Will moderates get their revenge?

Steven Greenhut: The mainstream media background thesis of the GOP convention in San Diego, which I am here to attend and to speak on a union panel, remains to be seen given that the convention doesn’t really get off the ground until tonight, but it seems right. As the LA Times put it, “As California Republicans gather in San Diego on Friday, enthusiasm about their ticket’s competitiveness in this left-leaning state is being tempered by concerns about gubernatorial nominee Meg Whitman.”

The few Republicans I’ve talked to so far come from the party’s conservative wing and they are not exactly excited by the line-up of milquetoast moderates, from Whitman to Senate candidate Carly Fiorina to the widely disliked Abel Maldonado, who is running for lieutenant governor. But conservatives are thrilled about the backlash against President Obama and the Democrats. It’s conventional wisdom that the Democrats are poised to lose rather than that the Republicans are poised to win.

I’ve called Whitman banal and unconvincing. She clearly has no well-developed political philosophy, but rather wants to win the top office. She speaks with forked tongue and avoids the press and any sort of questioning, which is understandable given how horribly she performed on the John and Ken show. She can’t even handle herself in media outlets that should be friendly to her message. Then again, I have no idea what her actual message is. She has an elitist personality and is definitely trying to buy the governorship. That’s annoying, although one can’t imagine a worse candidate than Jerry Brown, who simply is depending on the unions to buy the election for him.

At the GOP fund-raiser in Sacramento, tax-raising liberal Republican Maldonado — who never misses a chance to poke conservatives in the eye — said that he needs 86 percent of Republicans to vote for him if he hopes to beat Gavin Newsom, the Democratic nominee and San Francisco mayor. In a normal year, Maldonado would never have a chance of getting that many Republican votes given all the bridges that he has burned with the party. But, as one GOPster told me, he will probably get swept into office by the anti-Democratic tide.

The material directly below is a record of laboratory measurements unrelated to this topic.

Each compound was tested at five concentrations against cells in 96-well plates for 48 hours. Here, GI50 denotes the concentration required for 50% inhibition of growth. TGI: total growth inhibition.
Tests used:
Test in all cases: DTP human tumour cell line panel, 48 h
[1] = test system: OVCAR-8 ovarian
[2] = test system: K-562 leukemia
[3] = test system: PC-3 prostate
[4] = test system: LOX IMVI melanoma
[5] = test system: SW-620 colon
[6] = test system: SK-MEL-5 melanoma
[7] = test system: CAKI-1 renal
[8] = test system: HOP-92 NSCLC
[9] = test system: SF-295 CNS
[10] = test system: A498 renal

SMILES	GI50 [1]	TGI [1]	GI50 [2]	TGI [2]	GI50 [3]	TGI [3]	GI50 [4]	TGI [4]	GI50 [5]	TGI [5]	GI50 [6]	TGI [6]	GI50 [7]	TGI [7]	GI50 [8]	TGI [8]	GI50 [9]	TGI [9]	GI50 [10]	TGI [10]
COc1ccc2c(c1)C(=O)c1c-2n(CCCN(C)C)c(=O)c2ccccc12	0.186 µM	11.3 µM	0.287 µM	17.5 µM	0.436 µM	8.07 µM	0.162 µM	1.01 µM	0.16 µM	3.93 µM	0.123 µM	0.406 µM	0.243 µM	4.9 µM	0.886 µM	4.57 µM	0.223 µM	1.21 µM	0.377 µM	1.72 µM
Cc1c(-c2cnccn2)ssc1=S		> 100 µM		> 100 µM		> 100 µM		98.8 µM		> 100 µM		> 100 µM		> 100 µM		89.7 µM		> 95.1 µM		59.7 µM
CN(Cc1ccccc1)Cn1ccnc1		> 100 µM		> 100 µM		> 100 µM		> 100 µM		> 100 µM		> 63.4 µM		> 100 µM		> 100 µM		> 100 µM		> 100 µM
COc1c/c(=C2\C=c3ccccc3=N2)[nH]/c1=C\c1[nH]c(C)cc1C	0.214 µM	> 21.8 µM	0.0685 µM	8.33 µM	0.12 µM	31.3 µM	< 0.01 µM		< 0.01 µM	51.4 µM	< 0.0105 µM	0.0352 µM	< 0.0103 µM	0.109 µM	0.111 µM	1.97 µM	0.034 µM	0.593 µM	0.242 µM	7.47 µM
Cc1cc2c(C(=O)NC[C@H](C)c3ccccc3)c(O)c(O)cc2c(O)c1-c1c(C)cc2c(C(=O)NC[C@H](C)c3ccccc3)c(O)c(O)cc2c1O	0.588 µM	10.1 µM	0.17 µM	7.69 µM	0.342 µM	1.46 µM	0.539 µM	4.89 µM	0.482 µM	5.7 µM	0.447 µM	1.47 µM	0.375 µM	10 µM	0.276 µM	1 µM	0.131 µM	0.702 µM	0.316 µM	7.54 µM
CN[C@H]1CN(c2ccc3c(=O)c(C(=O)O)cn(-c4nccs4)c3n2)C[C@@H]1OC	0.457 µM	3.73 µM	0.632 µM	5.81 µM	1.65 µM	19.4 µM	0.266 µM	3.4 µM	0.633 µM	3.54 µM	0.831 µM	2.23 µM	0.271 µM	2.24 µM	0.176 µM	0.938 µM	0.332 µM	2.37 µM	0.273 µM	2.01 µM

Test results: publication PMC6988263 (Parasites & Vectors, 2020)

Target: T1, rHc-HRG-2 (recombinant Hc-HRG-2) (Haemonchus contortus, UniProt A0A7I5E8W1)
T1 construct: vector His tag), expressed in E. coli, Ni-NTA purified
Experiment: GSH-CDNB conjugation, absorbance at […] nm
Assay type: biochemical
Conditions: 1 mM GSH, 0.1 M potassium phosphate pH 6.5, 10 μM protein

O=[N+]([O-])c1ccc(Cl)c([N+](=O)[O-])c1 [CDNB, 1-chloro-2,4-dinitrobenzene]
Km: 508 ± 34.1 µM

The Dems deserve to get booted good and hard, but this crew of Republicans will then insist that their brand of big-government Republicanism has won the day. They will use their power to drive away conservative and small-government types. I can’t believe that Whitman will fix any of the state’s problems and we’ll be stuck listening to the annoying Maldonado for several years. At least Newsom would be funny and would be the national poster child for what we’re up against here in California.

Of course, the grassroots conservative movement, rightly energized by Democratic policies, could also harm the state’s and the country’s chance to reject the policies of Obama. These folks seem more interested in social and cultural issues than economic ones. Many have embraced the wacky stuff related to the Ground Zero mosque, etc., and are overheated on the immigration and gay marriage issues. Democrats will exploit these issues by saying, “Do you really want these folks in charge?” Note to conservatives: I don’t argue that social and cultural issues aren’t important, only that many of them are not the legitimate purview of the state.

We shall see. It’s too bad, however, that the Republican Party doesn’t have any decent leaders to take advantage of the backlash. Whitman and company might win — and a victory might be all that Republicans of any stripe need to get excited — but I have zero hope that they have any of the answers to the current misery. Government needs to get smaller and the unions need to be confronted — yet the moderates don’t seem to believe in anything other than their own superior skills in running things. We see how well that has worked with our current moderate governor.

I’ll report over the next couple of days how the assembled Republicans see things.

No comments

Write a comment
No Comments Yet! You can start the discussion, add a comment to this post.

Write a Comment

Your e-mail address will not be published.
Required fields are marked*


Related Articles

Torlakson says real problem is low teacher pay, not tenure

This was predictable: Friday’s announcement that state Superintendent of Public Instruction Tom Torlakson wanted an appeal of Los Angeles Superior

Video: Scott Walker advances immigration plan

CalWatchdog.com Editor-in-Chief Brian Calle recently interviewed Wisconsin Gov. Scott Walker. This is Part 4, on his immigration plan. Walker is a

Romney coattails? In California? Maybe

Oct. 23, 2012 By Chris Reed After Barack Obama’s 61% to 37% wipeout of John McCain in California in 2008,